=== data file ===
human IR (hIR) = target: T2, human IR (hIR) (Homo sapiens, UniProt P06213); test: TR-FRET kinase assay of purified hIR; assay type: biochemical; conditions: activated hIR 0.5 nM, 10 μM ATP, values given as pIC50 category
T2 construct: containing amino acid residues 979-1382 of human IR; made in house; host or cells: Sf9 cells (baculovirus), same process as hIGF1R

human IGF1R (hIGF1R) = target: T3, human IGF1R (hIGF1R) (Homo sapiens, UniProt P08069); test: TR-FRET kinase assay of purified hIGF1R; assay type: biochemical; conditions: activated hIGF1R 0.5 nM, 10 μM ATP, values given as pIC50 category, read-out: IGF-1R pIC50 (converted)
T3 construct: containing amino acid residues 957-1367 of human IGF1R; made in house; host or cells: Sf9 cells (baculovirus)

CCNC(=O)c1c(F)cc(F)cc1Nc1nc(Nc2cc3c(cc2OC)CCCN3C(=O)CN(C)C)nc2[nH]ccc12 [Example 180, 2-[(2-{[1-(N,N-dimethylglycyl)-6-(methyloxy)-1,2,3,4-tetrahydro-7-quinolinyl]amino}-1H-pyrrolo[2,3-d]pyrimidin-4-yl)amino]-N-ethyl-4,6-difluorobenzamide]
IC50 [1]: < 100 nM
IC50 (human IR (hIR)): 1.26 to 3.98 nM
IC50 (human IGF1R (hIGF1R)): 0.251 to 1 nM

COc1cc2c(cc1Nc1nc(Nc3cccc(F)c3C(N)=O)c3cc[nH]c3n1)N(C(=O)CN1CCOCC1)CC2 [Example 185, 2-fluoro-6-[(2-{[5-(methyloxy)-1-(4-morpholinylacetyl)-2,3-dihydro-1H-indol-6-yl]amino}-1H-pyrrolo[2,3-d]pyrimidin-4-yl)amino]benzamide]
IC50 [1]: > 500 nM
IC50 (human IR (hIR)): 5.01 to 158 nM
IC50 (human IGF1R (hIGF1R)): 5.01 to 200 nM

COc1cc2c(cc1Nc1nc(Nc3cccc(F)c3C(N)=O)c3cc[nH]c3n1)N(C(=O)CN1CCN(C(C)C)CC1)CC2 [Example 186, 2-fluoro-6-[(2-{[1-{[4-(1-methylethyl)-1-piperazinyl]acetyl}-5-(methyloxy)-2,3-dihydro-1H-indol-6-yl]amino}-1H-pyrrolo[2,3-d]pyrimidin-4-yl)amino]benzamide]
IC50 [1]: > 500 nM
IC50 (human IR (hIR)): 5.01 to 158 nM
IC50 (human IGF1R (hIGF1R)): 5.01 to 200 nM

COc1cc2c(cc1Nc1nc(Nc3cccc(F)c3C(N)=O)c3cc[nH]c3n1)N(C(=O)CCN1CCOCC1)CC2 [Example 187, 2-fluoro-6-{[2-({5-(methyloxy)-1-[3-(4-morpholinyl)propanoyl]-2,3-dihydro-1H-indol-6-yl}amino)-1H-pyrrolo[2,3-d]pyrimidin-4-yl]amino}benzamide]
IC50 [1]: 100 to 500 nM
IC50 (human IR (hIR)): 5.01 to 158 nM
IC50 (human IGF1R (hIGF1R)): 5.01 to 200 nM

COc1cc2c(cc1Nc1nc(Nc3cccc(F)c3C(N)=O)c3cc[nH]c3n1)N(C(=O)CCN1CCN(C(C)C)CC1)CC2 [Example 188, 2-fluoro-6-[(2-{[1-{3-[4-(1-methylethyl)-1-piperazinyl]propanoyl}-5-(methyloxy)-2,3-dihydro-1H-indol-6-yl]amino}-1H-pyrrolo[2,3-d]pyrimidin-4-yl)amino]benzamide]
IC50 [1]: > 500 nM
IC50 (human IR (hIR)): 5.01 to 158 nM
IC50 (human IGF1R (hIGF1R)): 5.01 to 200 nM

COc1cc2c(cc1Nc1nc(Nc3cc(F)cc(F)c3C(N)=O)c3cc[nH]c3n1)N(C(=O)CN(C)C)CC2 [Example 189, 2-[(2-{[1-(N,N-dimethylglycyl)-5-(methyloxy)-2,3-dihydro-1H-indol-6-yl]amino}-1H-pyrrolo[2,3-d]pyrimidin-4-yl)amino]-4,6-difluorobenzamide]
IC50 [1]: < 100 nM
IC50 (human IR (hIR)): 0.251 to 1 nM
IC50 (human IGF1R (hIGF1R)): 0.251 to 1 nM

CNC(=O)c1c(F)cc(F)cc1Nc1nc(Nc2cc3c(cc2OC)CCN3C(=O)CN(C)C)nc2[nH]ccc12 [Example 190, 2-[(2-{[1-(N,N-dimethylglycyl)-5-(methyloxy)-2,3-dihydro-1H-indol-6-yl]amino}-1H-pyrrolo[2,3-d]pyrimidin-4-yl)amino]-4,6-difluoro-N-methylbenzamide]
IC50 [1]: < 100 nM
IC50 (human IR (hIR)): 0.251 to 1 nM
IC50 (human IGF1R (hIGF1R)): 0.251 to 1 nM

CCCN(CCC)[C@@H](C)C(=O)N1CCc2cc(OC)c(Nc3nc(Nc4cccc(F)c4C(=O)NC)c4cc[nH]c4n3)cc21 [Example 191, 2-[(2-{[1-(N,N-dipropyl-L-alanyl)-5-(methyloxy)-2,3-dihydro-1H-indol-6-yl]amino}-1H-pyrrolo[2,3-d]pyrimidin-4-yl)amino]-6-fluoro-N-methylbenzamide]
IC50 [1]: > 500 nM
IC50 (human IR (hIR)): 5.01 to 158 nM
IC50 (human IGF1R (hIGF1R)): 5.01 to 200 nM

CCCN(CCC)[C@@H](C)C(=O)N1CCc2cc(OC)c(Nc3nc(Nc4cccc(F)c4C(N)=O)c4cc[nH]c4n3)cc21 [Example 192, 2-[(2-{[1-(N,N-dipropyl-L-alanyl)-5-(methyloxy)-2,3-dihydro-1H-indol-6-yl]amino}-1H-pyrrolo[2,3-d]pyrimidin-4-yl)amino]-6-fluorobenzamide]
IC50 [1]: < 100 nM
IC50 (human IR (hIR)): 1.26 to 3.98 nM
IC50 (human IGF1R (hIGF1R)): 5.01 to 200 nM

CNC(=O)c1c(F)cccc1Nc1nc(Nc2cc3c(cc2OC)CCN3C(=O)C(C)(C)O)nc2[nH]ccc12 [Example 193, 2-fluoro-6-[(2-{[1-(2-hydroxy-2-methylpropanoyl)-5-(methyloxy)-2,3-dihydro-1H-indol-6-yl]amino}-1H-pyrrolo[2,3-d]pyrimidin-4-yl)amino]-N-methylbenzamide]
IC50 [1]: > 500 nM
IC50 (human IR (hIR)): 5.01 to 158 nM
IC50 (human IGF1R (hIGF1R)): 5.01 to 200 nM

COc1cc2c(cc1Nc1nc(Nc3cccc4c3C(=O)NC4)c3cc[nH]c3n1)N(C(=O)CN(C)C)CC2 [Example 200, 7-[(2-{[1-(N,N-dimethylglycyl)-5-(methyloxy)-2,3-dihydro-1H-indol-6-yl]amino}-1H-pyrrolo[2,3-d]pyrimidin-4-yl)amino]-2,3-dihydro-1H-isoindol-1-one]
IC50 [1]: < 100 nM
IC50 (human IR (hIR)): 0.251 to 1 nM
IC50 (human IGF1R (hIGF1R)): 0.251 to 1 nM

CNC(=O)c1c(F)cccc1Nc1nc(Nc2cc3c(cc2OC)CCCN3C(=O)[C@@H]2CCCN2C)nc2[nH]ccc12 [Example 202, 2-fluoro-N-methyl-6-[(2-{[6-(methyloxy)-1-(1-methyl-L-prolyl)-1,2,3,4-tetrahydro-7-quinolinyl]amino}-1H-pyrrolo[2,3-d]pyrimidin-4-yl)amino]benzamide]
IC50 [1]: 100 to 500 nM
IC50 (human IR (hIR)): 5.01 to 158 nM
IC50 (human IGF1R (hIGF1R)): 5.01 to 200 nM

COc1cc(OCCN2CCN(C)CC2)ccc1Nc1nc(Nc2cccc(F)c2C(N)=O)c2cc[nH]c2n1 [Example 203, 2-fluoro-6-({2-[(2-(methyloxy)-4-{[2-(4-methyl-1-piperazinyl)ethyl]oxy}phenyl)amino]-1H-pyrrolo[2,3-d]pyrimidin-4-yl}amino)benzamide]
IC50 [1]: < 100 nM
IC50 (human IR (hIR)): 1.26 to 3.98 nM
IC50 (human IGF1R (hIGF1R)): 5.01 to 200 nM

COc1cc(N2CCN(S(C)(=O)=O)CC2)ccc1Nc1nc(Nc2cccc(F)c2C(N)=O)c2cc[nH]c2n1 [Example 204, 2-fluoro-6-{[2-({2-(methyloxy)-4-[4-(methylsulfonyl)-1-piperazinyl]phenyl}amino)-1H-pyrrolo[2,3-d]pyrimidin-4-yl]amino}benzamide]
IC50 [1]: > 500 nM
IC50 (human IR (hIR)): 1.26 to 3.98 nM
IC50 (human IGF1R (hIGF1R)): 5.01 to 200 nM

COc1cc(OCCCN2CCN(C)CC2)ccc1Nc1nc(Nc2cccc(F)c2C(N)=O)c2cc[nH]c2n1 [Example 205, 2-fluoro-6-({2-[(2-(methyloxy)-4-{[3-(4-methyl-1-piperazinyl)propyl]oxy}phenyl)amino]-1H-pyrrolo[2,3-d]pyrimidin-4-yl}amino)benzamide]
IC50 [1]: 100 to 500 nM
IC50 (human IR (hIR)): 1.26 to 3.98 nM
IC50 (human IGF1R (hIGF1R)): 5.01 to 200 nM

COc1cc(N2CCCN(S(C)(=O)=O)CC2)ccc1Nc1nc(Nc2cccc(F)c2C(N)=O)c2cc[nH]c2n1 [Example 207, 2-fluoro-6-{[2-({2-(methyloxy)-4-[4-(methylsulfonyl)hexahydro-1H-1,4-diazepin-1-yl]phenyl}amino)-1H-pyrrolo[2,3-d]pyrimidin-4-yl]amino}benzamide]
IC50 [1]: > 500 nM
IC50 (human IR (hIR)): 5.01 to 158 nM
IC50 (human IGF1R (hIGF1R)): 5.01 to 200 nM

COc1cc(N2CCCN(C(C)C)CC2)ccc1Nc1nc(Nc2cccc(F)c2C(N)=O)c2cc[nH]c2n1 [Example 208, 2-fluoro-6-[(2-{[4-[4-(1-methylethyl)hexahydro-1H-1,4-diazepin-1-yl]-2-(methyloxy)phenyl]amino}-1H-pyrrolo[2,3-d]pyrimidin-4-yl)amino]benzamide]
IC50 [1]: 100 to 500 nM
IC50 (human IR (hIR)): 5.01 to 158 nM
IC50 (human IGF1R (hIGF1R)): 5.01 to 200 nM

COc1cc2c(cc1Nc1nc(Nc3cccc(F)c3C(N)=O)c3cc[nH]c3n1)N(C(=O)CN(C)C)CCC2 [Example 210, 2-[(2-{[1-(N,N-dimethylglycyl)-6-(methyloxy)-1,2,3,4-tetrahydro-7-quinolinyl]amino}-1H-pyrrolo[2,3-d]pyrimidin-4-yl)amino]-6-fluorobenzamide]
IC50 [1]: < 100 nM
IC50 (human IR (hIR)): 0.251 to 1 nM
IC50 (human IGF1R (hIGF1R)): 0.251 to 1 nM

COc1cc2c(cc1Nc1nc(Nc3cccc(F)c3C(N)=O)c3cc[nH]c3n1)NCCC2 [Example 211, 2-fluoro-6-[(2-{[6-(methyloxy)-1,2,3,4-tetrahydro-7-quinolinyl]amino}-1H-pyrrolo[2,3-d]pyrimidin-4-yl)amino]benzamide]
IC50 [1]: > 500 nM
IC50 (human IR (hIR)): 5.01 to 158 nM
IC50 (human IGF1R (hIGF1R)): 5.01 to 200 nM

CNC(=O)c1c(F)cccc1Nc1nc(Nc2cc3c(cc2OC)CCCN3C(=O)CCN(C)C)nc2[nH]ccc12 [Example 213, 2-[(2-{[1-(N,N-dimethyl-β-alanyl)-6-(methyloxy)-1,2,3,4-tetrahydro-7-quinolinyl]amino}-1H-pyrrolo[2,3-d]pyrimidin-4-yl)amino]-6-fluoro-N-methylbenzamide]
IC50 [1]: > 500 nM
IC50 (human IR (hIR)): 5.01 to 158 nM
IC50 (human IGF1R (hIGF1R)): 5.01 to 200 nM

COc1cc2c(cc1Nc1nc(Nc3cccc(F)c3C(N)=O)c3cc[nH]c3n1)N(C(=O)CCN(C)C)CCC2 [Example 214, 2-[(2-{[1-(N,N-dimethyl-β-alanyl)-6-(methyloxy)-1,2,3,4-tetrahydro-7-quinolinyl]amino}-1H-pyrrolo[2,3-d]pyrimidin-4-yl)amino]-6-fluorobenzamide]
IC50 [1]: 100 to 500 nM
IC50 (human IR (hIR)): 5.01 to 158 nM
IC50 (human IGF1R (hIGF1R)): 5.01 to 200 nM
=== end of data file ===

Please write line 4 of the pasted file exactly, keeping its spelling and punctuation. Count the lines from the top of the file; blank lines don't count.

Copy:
T3 construct: containing amino acid residues 957-1367 of human IGF1R; made in house; host or cells: Sf9 cells (baculovirus)